Legal advice

Discussion in 'Horn Depot' started by Sangre Naranjada, Feb 12, 2014.

  1. Sangre Naranjada

    Sangre Naranjada 10,000+ Posts

    My son is attempting to lease his first apartment in Denton along with 3 other roommates. All are engineering students (not that it is germane to this discussion) and all are well over 18 years of age but not all are 21. So I get a "Lease Contract Guaranty" form that he asks me to sign. After reading it I am about as willing to sign this document as I am to have my balls pounded flat with a wooden mallet.I am copying language from the document and would appreciate any lawyers who are willing to glance at it and tell me whether or not my reservations are justified. This is a standard TAA form, apparently. I trust the TAA about as much as I would trust an aggy with my favorite ewe.

  2. Uninformed

    Uninformed 5,000+ Posts

    No legal advice, but it does appear that you are reading the document correctly. Although I doubt it will do any good as the housing market in Austin is tight, you can tell the leasing company your concerns and see if it is willing to amend the document.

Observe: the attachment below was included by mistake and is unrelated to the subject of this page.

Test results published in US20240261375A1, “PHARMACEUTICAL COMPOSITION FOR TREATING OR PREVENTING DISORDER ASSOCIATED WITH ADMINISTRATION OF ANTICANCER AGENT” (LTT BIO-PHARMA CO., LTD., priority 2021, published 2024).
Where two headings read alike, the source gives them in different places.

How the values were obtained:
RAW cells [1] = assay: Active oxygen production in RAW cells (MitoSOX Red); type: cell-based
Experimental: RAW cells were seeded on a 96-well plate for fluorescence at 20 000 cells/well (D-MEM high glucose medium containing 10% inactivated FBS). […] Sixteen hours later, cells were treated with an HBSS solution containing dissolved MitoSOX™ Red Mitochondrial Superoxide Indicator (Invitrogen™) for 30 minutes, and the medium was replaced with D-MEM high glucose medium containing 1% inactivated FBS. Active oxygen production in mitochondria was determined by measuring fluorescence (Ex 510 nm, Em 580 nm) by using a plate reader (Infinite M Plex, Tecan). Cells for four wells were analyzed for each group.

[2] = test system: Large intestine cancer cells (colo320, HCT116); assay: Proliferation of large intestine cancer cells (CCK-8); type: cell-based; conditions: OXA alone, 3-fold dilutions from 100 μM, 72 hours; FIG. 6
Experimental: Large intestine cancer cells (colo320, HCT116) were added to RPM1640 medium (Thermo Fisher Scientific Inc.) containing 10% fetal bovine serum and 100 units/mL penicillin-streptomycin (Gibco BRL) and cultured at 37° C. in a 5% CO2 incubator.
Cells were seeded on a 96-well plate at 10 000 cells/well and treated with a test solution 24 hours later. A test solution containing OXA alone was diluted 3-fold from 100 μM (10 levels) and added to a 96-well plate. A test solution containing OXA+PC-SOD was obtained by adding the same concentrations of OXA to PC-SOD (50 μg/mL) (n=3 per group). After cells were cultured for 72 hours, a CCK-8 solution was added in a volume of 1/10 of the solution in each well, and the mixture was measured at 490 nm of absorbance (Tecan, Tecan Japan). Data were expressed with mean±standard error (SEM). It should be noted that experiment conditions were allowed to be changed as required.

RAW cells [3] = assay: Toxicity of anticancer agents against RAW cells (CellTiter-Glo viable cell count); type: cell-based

3. Sangre Naranjada

    Sangre Naranjada 10,000+ Posts

    It's Denton, not Austin, but I understand the point.
  4. Mr. Deez

    Mr. Deez Beer Prophet

    Full disclosure - I've never handled a case involving landlord-tenant disputes whether they involved the lease or not. I have signed a lease before, and my father did guarantee my lease.

    Having said that, if you sign this, you better trust that your son and his buddies will not only pay their rent for the entire duration of being in that apartment but also be model tenants as well. I don't know if what they're asking you to sign is "standard" TAA language or not, but it is extremely onerous, and I wouldn't get anywhere near it.

  5. Sangre Naranjada

    Sangre Naranjada 10,000+ Posts

    Son says each of them will be named individually on separate leases, and therefore I would only be guaranteeing his part of the damages, etc. Apparently each of the roommates must have a parent sign this form. I still don't see how that would get me off the hook for roomate #2's indiscretions. Even if they are model tenants, how do you determine who was responsible for fees associated with normal wear and tear, let alone puked on or pissed on carpeting, etc.?